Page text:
But his rueful countenance and icy manner all seemed to say that his performances meant - "Do as I advise, or not; be what the prayers have asked that you might be, or not; do what the Scriptures have said, or not - it does not matter very much whether you comply with these requirements or not." He may have felt a great deal more than this, but it did not make any very great impression upon my boyish mind, and, so far as I can remember, I do not think that the bulk of the congregation were ever carried very much further by what he said.

It is of course extremely doubtful whether the boy felt any more need for religious instruction than the schoolboy of Anatole France who invented sins in order to satisfy his confessor: - "The first difficulty is to find them. You may perhaps believe me when I tell you that, when I was ten, I did not possess the gift of self-analysis in a sufficiently marked degree to enable me to make a thorough examination of my inner consciousness." William Booth was no doubt perfectly satisfied with the ministrations of Parson Wyatt at the time, using the church railings for thrusting his head through - the game consisting in getting it back again - playing in the churchyard, looking about him during the services, and only voting it a considerable bore that he had to attend these religious services at all. It was not, perhaps, until much later in his life that he became aware of Parson Wyatt's deficiencies.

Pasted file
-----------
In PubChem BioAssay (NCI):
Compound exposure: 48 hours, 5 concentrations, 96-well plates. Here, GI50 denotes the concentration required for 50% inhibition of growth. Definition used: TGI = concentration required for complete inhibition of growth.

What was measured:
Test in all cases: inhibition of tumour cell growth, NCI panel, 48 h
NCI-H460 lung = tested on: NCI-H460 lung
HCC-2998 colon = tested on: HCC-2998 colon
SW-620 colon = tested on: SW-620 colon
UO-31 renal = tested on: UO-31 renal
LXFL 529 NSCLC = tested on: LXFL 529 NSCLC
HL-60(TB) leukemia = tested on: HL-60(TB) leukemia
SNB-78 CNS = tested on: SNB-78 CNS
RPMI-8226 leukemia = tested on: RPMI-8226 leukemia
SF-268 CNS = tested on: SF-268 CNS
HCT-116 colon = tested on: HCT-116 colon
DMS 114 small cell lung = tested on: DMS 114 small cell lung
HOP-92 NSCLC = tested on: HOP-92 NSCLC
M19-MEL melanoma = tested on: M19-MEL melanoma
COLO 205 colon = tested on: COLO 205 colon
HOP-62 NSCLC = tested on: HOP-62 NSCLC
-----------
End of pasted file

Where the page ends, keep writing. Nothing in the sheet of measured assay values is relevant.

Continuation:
But he did become aware, even as a child, of something lacking in his own life. His first religious impressions came from one of his cousins, a Methodist named Gregory, who was a humble shoemaker. William Booth was struck by this man's "separate and spiritual life." On one occasion Gregory said to him, "Willie Booth, do you know that religion is something that comes to you from outside of you?" This idea haunted the boy, and repeating it later on to his minister, he was told that he would soon be teaching in the Sunday School! He remembers, too, that a great impression was made upon his mind by the singing in Sunday School of the hymn, Here we suffer grief and pain; the idea oppressed him and gave a new turn to his thoughts. His cousin's persistent religiousness made him later on "a sort of teacher"; and this, he says, was "an altogether new influence." But he complains, even after this beginning, that no one ever spoke to him about the spiritual life. "I do not remember," he says, "a direct word about my soul - the necessity and possibility of my being converted - -or of encouragement being spoken to me up to the date of my conversion, and very few afterwards."